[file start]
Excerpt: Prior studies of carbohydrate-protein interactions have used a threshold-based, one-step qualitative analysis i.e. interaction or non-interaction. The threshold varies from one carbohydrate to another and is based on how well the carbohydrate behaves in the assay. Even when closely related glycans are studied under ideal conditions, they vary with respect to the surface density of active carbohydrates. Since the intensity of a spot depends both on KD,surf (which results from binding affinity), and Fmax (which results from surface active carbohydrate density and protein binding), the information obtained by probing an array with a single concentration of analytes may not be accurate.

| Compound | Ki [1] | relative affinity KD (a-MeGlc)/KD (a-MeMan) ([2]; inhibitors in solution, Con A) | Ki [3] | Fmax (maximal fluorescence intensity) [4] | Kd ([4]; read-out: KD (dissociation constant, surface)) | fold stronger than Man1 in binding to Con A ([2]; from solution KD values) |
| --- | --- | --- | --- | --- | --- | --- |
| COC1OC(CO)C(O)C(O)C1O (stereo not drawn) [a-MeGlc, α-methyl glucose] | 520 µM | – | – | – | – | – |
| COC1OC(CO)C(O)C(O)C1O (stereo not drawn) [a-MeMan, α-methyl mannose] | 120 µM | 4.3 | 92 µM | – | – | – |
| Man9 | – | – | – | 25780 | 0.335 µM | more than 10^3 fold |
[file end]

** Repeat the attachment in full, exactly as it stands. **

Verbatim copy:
Excerpt: Prior studies of carbohydrate-protein interactions have used a threshold-based, one-step qualitative analysis i.e. interaction or non-interaction. The threshold varies from one carbohydrate to another and is based on how well the carbohydrate behaves in the assay. Even when closely related glycans are studied under ideal conditions, they vary with respect to the surface density of active carbohydrates. Since the intensity of a spot depends both on KD,surf (which results from binding affinity), and Fmax (which results from surface active carbohydrate density and protein binding), the information obtained by probing an array with a single concentration of analytes may not be accurate.

| Compound | Ki [1] | relative affinity KD (a-MeGlc)/KD (a-MeMan) ([2]; inhibitors in solution, Con A) | Ki [3] | Fmax (maximal fluorescence intensity) [4] | Kd ([4]; read-out: KD (dissociation constant, surface)) | fold stronger than Man1 in binding to Con A ([2]; from solution KD values) |
| --- | --- | --- | --- | --- | --- | --- |
| COC1OC(CO)C(O)C(O)C1O (stereo not drawn) [a-MeGlc, α-methyl glucose] | 520 µM | – | – | – | – | – |
| COC1OC(CO)C(O)C(O)C1O (stereo not drawn) [a-MeMan, α-methyl mannose] | 120 µM | 4.3 | 92 µM | – | – | – |
| Man9 | – | – | – | 25780 | 0.335 µM | more than 10^3 fold |